Jae: Not familiar, no.  They were great. Also from the same small town as our sound technician, so he finally could speak to Italian to someone.

Blauerosen:Boy Harsher appeared in the music scene as a band in 2014 with the EP entitled ‘Lesser Man’ but you also had another project together named Teen Dreamz. Does this project still exist? Can you talk to us a little bit about this? How did you make the decision to create Boy Harsher? And is the audience of Teen Dreamz the same with that of Boy Harsher?

Jae: Teen Dreamz does not exist and it was never really meant to exist. It was a name for a thing that we were doing, to see if we could do something together. It was “jamming” or something, but I was just reading my poetry. I had never held a microphone before I think.  Boy Harsher is the advanced version of this.

Blauerosen:The song that became a hit from your first EP was ‘Pain’. If you had to write a story for this song as Teen Dreamz, what kind of story would that be?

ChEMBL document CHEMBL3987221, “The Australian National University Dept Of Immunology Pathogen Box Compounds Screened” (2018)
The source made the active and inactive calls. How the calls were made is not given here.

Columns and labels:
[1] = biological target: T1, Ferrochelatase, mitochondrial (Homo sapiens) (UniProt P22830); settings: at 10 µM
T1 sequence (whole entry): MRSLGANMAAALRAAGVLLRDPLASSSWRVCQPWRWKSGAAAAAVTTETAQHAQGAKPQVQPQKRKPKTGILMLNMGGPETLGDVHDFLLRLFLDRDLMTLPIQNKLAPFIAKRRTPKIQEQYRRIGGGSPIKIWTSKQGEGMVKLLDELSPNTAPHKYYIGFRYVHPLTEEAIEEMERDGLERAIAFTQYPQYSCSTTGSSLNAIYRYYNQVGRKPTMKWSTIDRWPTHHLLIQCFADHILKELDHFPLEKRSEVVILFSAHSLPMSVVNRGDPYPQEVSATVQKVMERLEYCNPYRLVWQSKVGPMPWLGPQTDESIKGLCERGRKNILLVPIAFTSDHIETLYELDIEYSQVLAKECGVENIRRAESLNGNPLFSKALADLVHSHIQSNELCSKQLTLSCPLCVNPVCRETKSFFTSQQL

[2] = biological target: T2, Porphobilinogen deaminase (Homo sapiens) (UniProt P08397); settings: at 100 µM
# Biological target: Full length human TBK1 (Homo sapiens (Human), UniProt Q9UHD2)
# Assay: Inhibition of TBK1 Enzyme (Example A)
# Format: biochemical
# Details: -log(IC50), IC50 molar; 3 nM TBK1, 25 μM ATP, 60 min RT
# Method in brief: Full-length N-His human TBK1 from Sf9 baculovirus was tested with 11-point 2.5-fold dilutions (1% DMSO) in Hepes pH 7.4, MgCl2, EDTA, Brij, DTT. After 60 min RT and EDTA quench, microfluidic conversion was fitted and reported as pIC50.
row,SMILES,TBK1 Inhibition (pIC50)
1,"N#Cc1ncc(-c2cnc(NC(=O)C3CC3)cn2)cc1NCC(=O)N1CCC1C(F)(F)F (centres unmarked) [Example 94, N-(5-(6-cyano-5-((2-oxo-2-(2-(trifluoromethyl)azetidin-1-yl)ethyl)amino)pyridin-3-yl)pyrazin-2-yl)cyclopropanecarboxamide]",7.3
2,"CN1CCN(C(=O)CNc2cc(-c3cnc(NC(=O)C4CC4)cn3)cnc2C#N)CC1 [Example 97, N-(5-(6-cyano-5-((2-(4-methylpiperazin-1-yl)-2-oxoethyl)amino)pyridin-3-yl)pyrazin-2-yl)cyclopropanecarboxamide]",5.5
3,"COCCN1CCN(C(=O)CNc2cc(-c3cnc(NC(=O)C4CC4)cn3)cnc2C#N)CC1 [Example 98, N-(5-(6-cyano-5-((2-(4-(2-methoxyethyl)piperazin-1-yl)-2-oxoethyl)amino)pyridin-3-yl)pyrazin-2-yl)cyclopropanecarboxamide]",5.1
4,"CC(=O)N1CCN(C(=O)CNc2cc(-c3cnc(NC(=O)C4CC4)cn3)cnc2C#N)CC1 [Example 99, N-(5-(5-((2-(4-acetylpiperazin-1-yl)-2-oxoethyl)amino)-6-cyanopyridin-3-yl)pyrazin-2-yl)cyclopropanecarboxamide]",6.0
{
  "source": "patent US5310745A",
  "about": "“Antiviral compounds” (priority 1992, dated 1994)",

Jae: Eh.. haha.  We wrote this song while we were in the middle of a shit breakup.  So we had a lot of angry and spite towards one another. We were fucking around the whole time. So, I guess “Pain” came out of some extreme angst.

Blauerosen:The EP ‘Country Girl’ came out a few weeks ago and the sound has more industrial elements combined with more pop rhythms, especially in the song ‘Westerners’. It certainly feels ‘lighter’ in mood than your other releases and of different style taking into account its title, the song titles and the aesthetics of the visuals which are less emotionally ‘heavy’ in a sense. So what inspired you to tell the story of a Country Girl?

Gus: We’ve been having more fun with songs. Yr Body is Nothing is a pretty serious album, so it’s been nice to loosen up the tone a bit.